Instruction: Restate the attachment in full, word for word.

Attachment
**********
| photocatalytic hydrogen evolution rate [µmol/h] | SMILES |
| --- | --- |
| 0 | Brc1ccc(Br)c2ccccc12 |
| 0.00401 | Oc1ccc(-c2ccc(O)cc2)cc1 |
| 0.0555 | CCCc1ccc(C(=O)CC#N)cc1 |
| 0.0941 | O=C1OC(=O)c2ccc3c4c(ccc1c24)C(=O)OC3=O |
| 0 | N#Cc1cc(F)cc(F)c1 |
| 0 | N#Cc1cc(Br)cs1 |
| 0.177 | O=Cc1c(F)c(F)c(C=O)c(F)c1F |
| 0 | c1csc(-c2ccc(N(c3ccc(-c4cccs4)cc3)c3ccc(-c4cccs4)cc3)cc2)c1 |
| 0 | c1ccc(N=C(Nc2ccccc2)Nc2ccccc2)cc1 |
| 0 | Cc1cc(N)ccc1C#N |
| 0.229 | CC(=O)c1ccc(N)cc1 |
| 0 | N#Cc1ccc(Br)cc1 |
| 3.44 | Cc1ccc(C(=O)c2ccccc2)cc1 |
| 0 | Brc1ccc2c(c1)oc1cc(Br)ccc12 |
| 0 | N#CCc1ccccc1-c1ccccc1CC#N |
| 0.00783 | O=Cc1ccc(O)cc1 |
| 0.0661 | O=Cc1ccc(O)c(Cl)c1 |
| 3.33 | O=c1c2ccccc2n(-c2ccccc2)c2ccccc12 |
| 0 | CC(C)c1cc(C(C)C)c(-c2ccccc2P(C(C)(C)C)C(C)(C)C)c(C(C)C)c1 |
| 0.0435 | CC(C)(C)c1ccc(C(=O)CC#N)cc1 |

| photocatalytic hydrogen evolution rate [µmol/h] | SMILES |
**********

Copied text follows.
| photocatalytic hydrogen evolution rate [µmol/h] | SMILES |
| --- | --- |
| 0 | Brc1ccc(Br)c2ccccc12 |
| 0.00401 | Oc1ccc(-c2ccc(O)cc2)cc1 |
| 0.0555 | CCCc1ccc(C(=O)CC#N)cc1 |
| 0.0941 | O=C1OC(=O)c2ccc3c4c(ccc1c24)C(=O)OC3=O |
| 0 | N#Cc1cc(F)cc(F)c1 |
| 0 | N#Cc1cc(Br)cs1 |
| 0.177 | O=Cc1c(F)c(F)c(C=O)c(F)c1F |
| 0 | c1csc(-c2ccc(N(c3ccc(-c4cccs4)cc3)c3ccc(-c4cccs4)cc3)cc2)c1 |
| 0 | c1ccc(N=C(Nc2ccccc2)Nc2ccccc2)cc1 |
| 0 | Cc1cc(N)ccc1C#N |
| 0.229 | CC(=O)c1ccc(N)cc1 |
| 0 | N#Cc1ccc(Br)cc1 |
| 3.44 | Cc1ccc(C(=O)c2ccccc2)cc1 |
| 0 | Brc1ccc2c(c1)oc1cc(Br)ccc12 |
| 0 | N#CCc1ccccc1-c1ccccc1CC#N |
| 0.00783 | O=Cc1ccc(O)cc1 |
| 0.0661 | O=Cc1ccc(O)c(Cl)c1 |
| 3.33 | O=c1c2ccccc2n(-c2ccccc2)c2ccccc12 |
| 0 | CC(C)c1cc(C(C)C)c(-c2ccccc2P(C(C)(C)C)C(C)(C)C)c(C(C)C)c1 |
| 0.0435 | CC(C)(C)c1ccc(C(=O)CC#N)cc1 |

| photocatalytic hydrogen evolution rate [µmol/h] | SMILES |